from the College Principal Richard Blackwell
We often hear from our acupuncture graduates about what they are doing now and I have been particularly encouraged this year to hear many stories of success with patients ranging from children to the very elderly, and with a huge variety of conditions including pain, infertility and depression. NCA graduates are running successful acupuncture practices throughout the UK and beyond, loving their working lives, and making a great contribution to people’s health.
Other NCA graduates have travelled abroad to work in developing countries, including a World Medicine project in India and international healthcare assistance in Nepal in the aftermath of the devastating earthquakes there. It’s also very pleasing to see our graduates making important contributions to the work of our professional bodies, undertaking ground-breaking research, and providing clear explanations about the strength of the scientific evidence base for acupuncture to the public, the media, and other professionals. The NCA recently collaborated with MSc in Acupuncture graduate Mel Hopper Koppelman on a thorough and detailed exposition of the evidence for acupuncture for low back pain. We have robust evidence that acupuncture is one of the most clinically effective treatments available for low back pain, and is much safer than frequently prescribed medications.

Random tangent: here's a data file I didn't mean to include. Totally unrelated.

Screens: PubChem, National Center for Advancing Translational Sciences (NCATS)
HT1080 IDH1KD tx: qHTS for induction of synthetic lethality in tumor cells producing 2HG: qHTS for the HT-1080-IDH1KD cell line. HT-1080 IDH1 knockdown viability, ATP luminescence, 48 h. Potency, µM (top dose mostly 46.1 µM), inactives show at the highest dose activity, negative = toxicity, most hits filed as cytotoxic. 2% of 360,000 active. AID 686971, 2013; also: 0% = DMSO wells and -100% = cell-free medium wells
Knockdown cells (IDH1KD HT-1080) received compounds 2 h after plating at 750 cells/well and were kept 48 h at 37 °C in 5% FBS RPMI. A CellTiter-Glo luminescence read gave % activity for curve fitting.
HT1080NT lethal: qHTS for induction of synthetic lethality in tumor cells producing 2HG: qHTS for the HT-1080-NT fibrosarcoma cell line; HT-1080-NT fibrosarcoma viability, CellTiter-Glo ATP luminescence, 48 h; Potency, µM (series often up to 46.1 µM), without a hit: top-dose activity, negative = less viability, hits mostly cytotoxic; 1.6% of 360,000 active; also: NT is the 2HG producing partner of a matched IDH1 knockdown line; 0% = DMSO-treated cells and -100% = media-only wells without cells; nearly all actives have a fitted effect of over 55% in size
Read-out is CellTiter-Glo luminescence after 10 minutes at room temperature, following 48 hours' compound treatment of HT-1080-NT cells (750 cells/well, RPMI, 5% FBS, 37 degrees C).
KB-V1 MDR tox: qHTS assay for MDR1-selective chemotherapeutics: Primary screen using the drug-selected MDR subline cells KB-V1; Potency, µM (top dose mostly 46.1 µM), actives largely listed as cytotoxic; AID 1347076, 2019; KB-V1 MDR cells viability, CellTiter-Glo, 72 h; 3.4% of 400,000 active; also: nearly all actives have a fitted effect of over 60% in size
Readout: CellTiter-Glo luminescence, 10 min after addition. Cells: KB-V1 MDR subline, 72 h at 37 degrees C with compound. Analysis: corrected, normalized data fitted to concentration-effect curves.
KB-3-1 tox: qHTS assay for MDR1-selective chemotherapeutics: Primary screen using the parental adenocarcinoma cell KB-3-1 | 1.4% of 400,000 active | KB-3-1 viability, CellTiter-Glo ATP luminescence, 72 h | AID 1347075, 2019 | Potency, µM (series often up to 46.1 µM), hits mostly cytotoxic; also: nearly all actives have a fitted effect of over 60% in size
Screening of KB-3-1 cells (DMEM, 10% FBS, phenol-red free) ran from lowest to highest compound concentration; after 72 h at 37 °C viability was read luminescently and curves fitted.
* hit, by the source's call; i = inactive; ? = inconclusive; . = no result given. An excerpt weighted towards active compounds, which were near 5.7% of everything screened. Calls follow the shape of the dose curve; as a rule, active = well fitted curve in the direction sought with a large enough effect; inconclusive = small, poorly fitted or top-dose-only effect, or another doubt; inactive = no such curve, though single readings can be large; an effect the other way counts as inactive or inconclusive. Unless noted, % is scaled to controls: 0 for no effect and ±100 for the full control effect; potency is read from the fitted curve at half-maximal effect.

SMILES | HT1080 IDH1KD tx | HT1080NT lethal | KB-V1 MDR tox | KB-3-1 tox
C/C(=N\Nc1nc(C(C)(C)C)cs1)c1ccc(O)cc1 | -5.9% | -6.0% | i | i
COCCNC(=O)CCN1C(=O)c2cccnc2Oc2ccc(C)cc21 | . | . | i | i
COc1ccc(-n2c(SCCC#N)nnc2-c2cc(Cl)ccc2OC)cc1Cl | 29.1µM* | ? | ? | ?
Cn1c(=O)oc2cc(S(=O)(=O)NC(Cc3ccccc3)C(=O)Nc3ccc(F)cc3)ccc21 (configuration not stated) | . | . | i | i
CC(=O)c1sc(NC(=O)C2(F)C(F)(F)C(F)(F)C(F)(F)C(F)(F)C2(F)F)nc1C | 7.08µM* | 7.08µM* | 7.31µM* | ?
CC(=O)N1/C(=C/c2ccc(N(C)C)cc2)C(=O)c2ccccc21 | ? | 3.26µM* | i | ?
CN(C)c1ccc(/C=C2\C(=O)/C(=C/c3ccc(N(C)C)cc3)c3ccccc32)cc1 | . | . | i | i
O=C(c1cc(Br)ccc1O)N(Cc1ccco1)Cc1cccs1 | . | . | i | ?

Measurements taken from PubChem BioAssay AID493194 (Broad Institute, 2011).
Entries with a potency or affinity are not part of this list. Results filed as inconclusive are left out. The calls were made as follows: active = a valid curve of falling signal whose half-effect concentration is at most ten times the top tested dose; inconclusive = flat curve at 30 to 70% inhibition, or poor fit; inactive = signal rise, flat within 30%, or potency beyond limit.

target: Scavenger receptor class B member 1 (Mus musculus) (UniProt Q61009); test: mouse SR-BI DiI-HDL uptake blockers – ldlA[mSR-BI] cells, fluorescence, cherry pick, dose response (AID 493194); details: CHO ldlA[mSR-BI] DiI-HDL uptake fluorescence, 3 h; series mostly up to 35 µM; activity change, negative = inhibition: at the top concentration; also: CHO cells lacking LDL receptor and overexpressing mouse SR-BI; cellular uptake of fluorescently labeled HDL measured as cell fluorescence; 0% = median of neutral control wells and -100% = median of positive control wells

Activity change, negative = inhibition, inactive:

We’ve not been idle here at the College either. Of course, there is all our regular work providing our students with a high quality education, and meeting our many and various regulatory requirements, and we were very pleased with our monitoring visit report from the Quality Assurance Agency for Higher Education this year. In addition to all this we are also always working hard to improve what we do. Examples of improvements this year include our development of a new add-on massage course which builds on the bodywork teaching in the first year to develop the capacity to provide a stand-alone massage treatment. There is already an excellent bodywork training running through the BSc and MSc in Acupuncture courses, which is focussed on giving you a set of hands-on skills to use for diagnosis and treatment as part of an acupuncture treatment. We are now offering an additional course for those who choose to undertake it, which will run over two weekends in the summer between first and second year, and will lead to a massage qualification, making it possible to start a clinical practice offering massage from the beginning of the second year. This massage practice can then become the foundation of a new acupuncture practice once qualified.
We’ve also been doing some development work on the MSc in Acupuncture and one outcome is that more MSc students have been attending research conferences. Another new feature for MSc students is the opportunity during the dissertation phase to connect via online tutorials with students on the MSc in Advanced Oriental Medicine, which gives them the opportunity to link up with practitioners from around the world.
I think our wide-ranging BSc and MSc courses in acupuncture are an excellent preparation for successful practice, with their diverse perspectives and combination of skills of head, heart and hands. These features all correspond with the traditional ways of learning Chinese medicine, and are key to enabling the development of truly effective practitioners, just as much in the modern day as in the past. I recently saw our third year students for their final classroom session before they qualify as acupuncturists, and I was reminded again of what a journey of learning and discovery they have been on, and will continue with for the rest of their lives.